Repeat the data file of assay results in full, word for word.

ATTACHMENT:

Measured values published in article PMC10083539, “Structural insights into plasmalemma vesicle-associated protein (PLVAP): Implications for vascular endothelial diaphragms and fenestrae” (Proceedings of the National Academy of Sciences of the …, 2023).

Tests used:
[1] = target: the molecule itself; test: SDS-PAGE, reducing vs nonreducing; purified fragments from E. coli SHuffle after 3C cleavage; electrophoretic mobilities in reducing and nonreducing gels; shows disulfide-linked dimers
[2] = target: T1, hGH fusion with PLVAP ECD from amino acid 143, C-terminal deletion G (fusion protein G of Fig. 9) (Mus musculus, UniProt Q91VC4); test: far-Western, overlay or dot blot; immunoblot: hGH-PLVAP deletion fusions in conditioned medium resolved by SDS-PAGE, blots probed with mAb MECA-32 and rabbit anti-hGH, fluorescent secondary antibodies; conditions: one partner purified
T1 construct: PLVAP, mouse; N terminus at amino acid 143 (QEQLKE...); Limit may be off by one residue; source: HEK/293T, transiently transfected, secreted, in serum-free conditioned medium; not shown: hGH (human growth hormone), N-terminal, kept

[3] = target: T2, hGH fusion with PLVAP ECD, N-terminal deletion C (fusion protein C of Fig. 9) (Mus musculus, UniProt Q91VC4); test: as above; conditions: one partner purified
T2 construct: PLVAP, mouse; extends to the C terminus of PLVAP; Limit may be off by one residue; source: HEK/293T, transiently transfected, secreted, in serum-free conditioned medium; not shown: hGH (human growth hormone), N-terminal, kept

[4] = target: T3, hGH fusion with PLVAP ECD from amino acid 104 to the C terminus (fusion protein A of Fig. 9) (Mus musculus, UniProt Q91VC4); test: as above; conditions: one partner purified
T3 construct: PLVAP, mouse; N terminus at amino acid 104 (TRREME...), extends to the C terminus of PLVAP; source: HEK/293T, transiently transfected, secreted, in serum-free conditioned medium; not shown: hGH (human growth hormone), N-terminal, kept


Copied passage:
Measured values published in article PMC10083539, “Structural insights into plasmalemma vesicle-associated protein (PLVAP): Implications for vascular endothelial diaphragms and fenestrae” (Proceedings of the National Academy of Sciences of the …, 2023).

Tests used:
[1] = target: the molecule itself; test: SDS-PAGE, reducing vs nonreducing; purified fragments from E. coli SHuffle after 3C cleavage; electrophoretic mobilities in reducing and nonreducing gels; shows disulfide-linked dimers
[2] = target: T1, hGH fusion with PLVAP ECD from amino acid 143, C-terminal deletion G (fusion protein G of Fig. 9) (Mus musculus, UniProt Q91VC4); test: far-Western, overlay or dot blot; immunoblot: hGH-PLVAP deletion fusions in conditioned medium resolved by SDS-PAGE, blots probed with mAb MECA-32 and rabbit anti-hGH, fluorescent secondary antibodies; conditions: one partner purified
T1 construct: PLVAP, mouse; N terminus at amino acid 143 (QEQLKE...); Limit may be off by one residue; source: HEK/293T, transiently transfected, secreted, in serum-free conditioned medium; not shown: hGH (human growth hormone), N-terminal, kept

[3] = target: T2, hGH fusion with PLVAP ECD, N-terminal deletion C (fusion protein C of Fig. 9) (Mus musculus, UniProt Q91VC4); test: as above; conditions: one partner purified
T2 construct: PLVAP, mouse; extends to the C terminus of PLVAP; Limit may be off by one residue; source: HEK/293T, transiently transfected, secreted, in serum-free conditioned medium; not shown: hGH (human growth hormone), N-terminal, kept

[4] = target: T3, hGH fusion with PLVAP ECD from amino acid 104 to the C terminus (fusion protein A of Fig. 9) (Mus musculus, UniProt Q91VC4); test: as above; conditions: one partner purified
T3 construct: PLVAP, mouse; N terminus at amino acid 104 (TRREME...), extends to the C terminus of PLVAP; source: HEK/293T, transiently transfected, secreted, in serum-free conditioned medium; not shown: hGH (human growth hormone), N-terminal, kept